CRYSTAL LANE SWIFT FERGUSON
Growing up, I had always been awfully straight laced, or at least tried to be. I went to church with my family. I never got in trouble. I followed all the rules. I can trace all my trouble back to when my parents divorced. Cliché? Sure. True? Absolutely. I wasn’t conscious of it at the time, but it’s damn obvious in retrospect. I picked up a nasty cigarette habit. Then came the alcohol. Then that one time with pot. Then came the day I saw girls snorting some kind of white powder through straws and rolled up dollar bills off of the bathroom counter at Scripps Ranch High School.
“What is that?” I asked.
One of the girls—tall, thick, had chola eyebrows and tits that made me green with envy—faced me down. “Who wants to know?”
“Me.” My voice was stronger than I’d expected.
The chola girl extended her rolled up dollar bill. “Try it.”
Rather than use her grimy cylindrical George Washington, I took out the only thing I had with me to put up my nose to aid with the snort—a notecard from my Spanish class presentation on the Mayans. I was underprepared anyway. I rolled up the 3”x5” cardstock and snorted hard. The meth hit my nasal passage, the back of my eyeballs, my brain, and my heart—all at once. It was Heaven and Hell all wrapped into one. I would never be the same. First hit, I was hooked.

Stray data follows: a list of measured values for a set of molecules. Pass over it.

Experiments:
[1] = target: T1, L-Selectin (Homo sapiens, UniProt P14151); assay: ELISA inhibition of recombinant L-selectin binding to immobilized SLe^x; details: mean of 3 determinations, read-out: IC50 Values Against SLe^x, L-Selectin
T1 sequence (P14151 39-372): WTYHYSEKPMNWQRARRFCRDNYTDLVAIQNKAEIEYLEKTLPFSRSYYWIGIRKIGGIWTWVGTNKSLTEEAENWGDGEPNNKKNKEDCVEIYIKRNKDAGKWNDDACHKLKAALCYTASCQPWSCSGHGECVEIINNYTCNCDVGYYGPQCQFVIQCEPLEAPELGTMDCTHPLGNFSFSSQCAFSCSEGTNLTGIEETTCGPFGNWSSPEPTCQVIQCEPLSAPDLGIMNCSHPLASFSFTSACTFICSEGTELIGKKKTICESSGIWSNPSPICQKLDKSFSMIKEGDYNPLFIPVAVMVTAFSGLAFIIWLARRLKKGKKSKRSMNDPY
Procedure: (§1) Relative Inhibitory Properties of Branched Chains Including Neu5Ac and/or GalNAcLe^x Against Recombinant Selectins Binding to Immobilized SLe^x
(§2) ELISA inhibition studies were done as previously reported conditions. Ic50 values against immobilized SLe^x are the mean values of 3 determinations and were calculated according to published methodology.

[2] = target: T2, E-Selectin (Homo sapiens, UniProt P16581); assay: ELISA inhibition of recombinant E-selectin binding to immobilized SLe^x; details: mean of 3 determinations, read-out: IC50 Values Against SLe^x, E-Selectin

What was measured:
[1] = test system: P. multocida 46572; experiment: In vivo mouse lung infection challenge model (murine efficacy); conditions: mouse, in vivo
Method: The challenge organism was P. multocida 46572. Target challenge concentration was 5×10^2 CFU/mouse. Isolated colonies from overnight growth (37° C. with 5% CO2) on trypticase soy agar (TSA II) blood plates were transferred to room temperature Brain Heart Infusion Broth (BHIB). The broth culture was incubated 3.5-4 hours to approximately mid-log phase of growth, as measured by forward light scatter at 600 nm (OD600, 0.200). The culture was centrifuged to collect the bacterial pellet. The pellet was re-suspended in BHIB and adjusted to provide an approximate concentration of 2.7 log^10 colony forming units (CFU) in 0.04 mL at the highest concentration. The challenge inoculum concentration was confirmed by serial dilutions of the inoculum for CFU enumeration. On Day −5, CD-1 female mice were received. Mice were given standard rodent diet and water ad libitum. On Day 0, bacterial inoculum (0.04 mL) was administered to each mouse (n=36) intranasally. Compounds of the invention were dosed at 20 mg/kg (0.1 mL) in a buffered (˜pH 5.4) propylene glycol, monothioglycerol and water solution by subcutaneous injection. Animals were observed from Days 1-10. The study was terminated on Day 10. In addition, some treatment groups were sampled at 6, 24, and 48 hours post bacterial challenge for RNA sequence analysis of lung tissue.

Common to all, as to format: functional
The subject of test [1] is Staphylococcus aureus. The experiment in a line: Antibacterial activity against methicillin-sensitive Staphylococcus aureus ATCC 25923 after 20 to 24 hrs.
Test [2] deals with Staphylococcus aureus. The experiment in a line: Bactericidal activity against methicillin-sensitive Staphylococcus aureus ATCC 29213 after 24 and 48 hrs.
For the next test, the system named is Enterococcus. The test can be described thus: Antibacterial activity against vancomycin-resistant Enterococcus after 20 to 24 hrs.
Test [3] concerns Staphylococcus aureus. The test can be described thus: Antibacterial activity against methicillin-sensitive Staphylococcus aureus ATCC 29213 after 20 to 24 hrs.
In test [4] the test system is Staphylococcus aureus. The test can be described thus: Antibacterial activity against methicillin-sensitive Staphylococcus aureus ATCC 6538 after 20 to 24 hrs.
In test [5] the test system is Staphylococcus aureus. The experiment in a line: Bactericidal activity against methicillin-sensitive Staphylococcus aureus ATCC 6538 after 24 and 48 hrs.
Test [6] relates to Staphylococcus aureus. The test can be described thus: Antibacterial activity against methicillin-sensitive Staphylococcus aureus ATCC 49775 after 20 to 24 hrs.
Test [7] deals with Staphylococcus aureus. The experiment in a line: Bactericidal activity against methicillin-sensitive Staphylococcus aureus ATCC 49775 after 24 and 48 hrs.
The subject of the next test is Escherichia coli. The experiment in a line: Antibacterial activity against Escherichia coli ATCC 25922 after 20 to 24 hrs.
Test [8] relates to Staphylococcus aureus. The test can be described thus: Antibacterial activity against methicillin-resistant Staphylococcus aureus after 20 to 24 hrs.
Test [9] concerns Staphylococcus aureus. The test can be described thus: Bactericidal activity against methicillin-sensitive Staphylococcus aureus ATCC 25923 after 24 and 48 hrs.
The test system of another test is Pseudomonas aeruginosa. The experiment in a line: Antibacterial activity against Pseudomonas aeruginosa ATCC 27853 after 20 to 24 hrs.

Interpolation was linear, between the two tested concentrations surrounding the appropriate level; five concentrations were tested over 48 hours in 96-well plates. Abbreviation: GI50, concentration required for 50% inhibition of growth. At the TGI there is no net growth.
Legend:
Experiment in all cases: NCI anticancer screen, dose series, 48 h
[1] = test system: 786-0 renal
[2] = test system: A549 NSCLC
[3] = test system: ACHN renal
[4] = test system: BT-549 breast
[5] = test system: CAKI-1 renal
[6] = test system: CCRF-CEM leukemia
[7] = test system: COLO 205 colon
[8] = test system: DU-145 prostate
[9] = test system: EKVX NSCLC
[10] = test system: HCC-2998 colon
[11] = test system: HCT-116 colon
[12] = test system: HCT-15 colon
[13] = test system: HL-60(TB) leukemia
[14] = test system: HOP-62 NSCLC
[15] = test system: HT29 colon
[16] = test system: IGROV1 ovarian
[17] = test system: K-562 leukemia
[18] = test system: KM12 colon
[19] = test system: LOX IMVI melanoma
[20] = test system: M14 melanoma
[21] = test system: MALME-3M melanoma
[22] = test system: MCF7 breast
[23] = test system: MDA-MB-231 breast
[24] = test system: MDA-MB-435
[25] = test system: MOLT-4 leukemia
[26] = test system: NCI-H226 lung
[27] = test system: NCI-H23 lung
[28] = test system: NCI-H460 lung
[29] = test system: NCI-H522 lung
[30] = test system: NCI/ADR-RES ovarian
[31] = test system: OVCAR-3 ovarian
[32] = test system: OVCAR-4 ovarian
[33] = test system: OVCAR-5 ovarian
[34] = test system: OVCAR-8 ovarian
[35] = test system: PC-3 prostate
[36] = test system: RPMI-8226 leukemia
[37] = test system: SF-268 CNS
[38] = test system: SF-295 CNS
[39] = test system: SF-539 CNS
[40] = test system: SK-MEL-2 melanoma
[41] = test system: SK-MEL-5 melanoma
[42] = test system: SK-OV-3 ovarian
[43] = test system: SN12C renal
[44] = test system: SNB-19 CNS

So began my love affair with meth. The problem? I couldn’t afford it on my $5.15 an hour from the Souplantation. I had to resort to stealing.
It started slow. Backpacks left in the quad by rich white kids at school. Giving people too little change back at the Souplantation.
Then I got bolder. I watched for people to leave their wallets in their cars in the school parking lot. Started breaking into those cars. All for the meth. It kept me happy. Skinny. Wanting to stay alive.
This time, I had gone too far. The car I broke into was that chola’s car. That chick that introduced me to my one true love—meth.
My life flashed before my eyes as she pulled out a gun and pointed it at me. I started to walk away. She started to put the gun back in her purse. I took a breath.
“Fuck you anyway!” I shouted at her.
Then, it was the second time she pointed that gun at me. So there I stood, possibly taking my last breath, and all I could think about was: more meth.
“Who the fuck wants to know?” the girl in the bathroom repeated herself with an expletive added for emphasis. “Yo, white bitch,” the chola snapped, “wake the fuck up.”
I blinked once, twice, was back in the bathroom, the chola girl still holding out her dollar bill-straw. My entire love affair with meth had been imagined. I locked eyes with the girl for only a moment, then and scurried out of the bathroom, toward my Spanish class to present about the Mayans.
CLS Ferguson, PhD speaks, signs, acts, publishes, sings, performs, writes, paints, teaches and rarely relaxes. She and her husband, Rich are raising their daughter and their Bernese Mountain Border Collie Mutt in Alhambra, California. clsferguson.wix.com/